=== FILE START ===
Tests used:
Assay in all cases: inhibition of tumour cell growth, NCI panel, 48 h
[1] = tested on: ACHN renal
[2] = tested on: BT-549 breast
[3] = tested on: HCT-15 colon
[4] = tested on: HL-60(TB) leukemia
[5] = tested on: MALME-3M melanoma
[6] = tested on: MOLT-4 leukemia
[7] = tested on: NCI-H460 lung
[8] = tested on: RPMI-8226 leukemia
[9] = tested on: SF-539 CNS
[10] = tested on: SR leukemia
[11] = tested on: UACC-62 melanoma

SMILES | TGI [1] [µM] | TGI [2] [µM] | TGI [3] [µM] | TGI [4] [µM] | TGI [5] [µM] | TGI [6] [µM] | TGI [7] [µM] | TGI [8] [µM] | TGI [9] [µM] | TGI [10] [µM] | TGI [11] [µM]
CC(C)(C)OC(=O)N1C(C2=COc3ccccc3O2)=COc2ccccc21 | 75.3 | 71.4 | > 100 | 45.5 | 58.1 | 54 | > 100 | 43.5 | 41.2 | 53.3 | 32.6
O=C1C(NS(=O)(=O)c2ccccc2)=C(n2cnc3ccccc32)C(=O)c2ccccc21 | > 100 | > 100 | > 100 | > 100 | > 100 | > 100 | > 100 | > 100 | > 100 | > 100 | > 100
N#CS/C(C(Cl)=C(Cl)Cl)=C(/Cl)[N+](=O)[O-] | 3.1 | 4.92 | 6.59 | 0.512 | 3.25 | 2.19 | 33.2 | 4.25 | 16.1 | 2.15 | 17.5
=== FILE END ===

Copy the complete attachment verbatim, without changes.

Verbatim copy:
Tests used:
Assay in all cases: inhibition of tumour cell growth, NCI panel, 48 h
[1] = tested on: ACHN renal
[2] = tested on: BT-549 breast
[3] = tested on: HCT-15 colon
[4] = tested on: HL-60(TB) leukemia
[5] = tested on: MALME-3M melanoma
[6] = tested on: MOLT-4 leukemia
[7] = tested on: NCI-H460 lung
[8] = tested on: RPMI-8226 leukemia
[9] = tested on: SF-539 CNS
[10] = tested on: SR leukemia
[11] = tested on: UACC-62 melanoma

SMILES | TGI [1] [µM] | TGI [2] [µM] | TGI [3] [µM] | TGI [4] [µM] | TGI [5] [µM] | TGI [6] [µM] | TGI [7] [µM] | TGI [8] [µM] | TGI [9] [µM] | TGI [10] [µM] | TGI [11] [µM]
CC(C)(C)OC(=O)N1C(C2=COc3ccccc3O2)=COc2ccccc21 | 75.3 | 71.4 | > 100 | 45.5 | 58.1 | 54 | > 100 | 43.5 | 41.2 | 53.3 | 32.6
O=C1C(NS(=O)(=O)c2ccccc2)=C(n2cnc3ccccc32)C(=O)c2ccccc21 | > 100 | > 100 | > 100 | > 100 | > 100 | > 100 | > 100 | > 100 | > 100 | > 100 | > 100
N#CS/C(C(Cl)=C(Cl)Cl)=C(/Cl)[N+](=O)[O-] | 3.1 | 4.92 | 6.59 | 0.512 | 3.25 | 2.19 | 33.2 | 4.25 | 16.1 | 2.15 | 17.5